What a miscarriage of justice, they’ll tell you, costing the Irish one whole scholarship a year for two years.

But they’re little concerned that the NCAA, after the fact, declared a whole slew of passers-by in the lives of Reggie Bush and O.J.Mayo USC “boosters.” After all, the USC case was about a lot more than that, they’ll tell you. You USC fans just “lack introspection” to see your program as others see it, they’ll say. Sure, ask them to name the other USC athletes involved, unlike the eight from ND, and all you’ll hear is crickets chirping.

And that’s when you realize where this case was lost. We’d forgotten about the USA Today national survey of nearly 25,000 readers published the day after the NCAA’s ridiculously unprecedented penalties were revealed in June.

Only 16 percent thought the USC penalties too harsh. A whopping 42 percent thought that the loss of 30 scholarships and a two-year bowl ban for one player on the take from outsiders encouraging him to leave was letting USC off way too easy. Another 41 percent thought that was just right.

So there are the numbers: 83 percent thought the NCAA was either too easy on USC or got it right. Just 16 percent understood what had happened. And that’s what the NCAA was clearly counting on.

Nearly four years of relentless hammering had done its dirty work. Nearly four years of failing to answer back, to respond in any way, to make the USC case, to let others fill in all the negatives, well, even if USC’s lawyers had gotten the Trojans off, it might not have mattered. USC was guilty as charged, or guiltier — if that’s a word. And as dirty as a program could be. It had to be.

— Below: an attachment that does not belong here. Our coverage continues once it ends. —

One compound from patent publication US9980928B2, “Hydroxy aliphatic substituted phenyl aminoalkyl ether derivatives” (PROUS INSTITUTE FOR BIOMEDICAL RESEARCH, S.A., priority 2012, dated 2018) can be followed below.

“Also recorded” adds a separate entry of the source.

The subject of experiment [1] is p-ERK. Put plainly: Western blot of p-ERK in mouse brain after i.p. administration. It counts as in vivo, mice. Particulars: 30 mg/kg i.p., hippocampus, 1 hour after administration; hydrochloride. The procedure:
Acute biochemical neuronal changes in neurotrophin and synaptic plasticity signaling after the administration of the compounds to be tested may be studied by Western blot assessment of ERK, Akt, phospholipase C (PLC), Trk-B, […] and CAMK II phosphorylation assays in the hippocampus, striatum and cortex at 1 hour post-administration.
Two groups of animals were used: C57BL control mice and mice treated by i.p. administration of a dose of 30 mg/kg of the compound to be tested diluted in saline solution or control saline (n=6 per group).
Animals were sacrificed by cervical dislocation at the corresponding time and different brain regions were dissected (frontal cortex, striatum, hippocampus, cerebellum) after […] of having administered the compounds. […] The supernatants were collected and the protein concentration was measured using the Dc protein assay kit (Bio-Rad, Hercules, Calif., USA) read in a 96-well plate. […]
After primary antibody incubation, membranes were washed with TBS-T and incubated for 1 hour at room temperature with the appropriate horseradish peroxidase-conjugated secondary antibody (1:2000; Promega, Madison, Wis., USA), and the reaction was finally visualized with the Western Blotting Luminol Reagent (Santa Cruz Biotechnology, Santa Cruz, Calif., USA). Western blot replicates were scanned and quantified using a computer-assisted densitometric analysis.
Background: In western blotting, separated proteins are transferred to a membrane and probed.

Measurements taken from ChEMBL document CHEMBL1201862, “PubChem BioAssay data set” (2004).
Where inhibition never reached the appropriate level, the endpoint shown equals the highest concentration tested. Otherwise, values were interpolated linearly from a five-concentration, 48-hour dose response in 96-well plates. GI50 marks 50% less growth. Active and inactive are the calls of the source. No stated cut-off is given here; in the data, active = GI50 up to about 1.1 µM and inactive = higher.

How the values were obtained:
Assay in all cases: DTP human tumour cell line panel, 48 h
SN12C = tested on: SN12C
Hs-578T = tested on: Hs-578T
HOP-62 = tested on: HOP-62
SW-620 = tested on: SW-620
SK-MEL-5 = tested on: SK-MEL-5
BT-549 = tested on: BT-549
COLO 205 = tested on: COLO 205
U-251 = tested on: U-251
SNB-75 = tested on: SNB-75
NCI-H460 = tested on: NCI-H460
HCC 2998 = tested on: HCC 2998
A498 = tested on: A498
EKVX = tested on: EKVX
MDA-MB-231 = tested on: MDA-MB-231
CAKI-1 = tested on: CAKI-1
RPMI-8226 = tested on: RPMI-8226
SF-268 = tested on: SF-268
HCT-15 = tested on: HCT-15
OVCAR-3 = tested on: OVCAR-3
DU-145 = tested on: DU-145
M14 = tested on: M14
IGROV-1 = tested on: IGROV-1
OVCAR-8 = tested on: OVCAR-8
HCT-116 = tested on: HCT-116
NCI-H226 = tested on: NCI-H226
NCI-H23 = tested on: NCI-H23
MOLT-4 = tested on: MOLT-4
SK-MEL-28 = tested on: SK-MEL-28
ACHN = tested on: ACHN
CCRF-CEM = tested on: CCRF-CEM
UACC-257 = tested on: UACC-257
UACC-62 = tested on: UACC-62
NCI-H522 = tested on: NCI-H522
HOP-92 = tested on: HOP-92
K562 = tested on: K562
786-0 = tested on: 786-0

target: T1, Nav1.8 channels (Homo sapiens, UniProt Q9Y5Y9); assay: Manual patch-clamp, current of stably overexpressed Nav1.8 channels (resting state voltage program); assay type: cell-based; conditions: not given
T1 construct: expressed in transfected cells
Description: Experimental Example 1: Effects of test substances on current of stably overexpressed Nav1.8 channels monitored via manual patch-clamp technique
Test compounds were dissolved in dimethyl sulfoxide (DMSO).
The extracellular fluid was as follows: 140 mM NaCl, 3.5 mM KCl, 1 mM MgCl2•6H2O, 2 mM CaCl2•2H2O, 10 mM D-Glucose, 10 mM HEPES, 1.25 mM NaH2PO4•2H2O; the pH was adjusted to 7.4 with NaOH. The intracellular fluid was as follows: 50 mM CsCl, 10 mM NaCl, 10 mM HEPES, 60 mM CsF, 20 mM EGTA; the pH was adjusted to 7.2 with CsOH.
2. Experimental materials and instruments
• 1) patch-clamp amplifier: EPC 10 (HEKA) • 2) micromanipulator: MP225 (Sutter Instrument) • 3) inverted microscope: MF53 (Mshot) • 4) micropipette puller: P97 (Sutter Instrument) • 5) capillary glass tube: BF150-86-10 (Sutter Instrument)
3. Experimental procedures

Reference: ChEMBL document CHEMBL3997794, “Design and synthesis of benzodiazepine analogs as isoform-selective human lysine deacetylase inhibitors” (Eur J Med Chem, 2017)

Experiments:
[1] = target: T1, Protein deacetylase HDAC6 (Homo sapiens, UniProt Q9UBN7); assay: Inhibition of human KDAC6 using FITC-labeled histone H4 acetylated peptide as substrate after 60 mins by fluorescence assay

How else do you win three Heismans in four years to tie the almighty Irish? How else do you play in seven straight BCS games and win 34 straight games and seven straight Pac-10 titles and hammer four straight SEC teams whose names begin with the letter “A” if you’re not doing something outside the rules?

And if you come to South Bend next October to play the 85-scholarship-strong Irish with the same number of 51 scholarship players you took to Stanford this season, well, that will be just fine, Notre Dame fans seem to be saying. It’s about time the playing field was leveled.

Comparing the Dunbar case to the violations committed by the Trojan athletic department doesn’t make much sense when you look closer at what actually happened. That Dunbar was convicted of embezzling $1.4 million from her employer wasn’t an NCAA violation. That Dunbar, starting at the age of 20 and until she was arrested at 25, dated a few different football players, had a child with one, and occasionally purchased travel and gave them gifts also was not an NCAA violation. What turned the Dunbar fiasco into an NCAA violation was that she gave $25 in 1996 to a (quickly defunct) Quarterback Club that supported Notre Dame athletics, which turned her into a booster.

It was far from an easy decision for the NCAA, who — as the War Room points out — needed a tie-breaker to determine if Dunbar was a booster, making the comparison of the then-22-year-old Dunbar to Lloyd Lake, Michael Michaels, Rodney Guillory, or any of the other unsavory characters in the USC case not too appropriate.